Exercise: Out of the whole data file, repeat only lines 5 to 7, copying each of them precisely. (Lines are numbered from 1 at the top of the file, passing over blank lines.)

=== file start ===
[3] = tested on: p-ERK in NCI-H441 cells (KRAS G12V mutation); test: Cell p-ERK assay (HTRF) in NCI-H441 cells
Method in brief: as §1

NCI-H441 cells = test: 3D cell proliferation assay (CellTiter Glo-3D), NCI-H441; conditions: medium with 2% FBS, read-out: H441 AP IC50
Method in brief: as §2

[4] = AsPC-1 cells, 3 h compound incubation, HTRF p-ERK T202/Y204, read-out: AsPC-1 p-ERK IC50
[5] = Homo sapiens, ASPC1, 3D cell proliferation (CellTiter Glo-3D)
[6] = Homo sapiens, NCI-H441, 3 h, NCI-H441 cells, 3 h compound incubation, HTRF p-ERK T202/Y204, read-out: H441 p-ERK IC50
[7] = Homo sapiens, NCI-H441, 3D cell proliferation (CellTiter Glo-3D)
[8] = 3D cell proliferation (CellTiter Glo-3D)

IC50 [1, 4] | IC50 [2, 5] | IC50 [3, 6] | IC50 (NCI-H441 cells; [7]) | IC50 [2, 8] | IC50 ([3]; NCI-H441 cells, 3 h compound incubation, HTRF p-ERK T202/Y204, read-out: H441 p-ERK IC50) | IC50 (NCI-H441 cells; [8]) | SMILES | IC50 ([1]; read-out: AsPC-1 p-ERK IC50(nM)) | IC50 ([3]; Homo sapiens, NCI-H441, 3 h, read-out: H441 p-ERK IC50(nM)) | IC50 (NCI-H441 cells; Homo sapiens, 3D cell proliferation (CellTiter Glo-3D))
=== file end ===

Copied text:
[4] = AsPC-1 cells, 3 h compound incubation, HTRF p-ERK T202/Y204, read-out: AsPC-1 p-ERK IC50
[5] = Homo sapiens, ASPC1, 3D cell proliferation (CellTiter Glo-3D)
[6] = Homo sapiens, NCI-H441, 3 h, NCI-H441 cells, 3 h compound incubation, HTRF p-ERK T202/Y204, read-out: H441 p-ERK IC50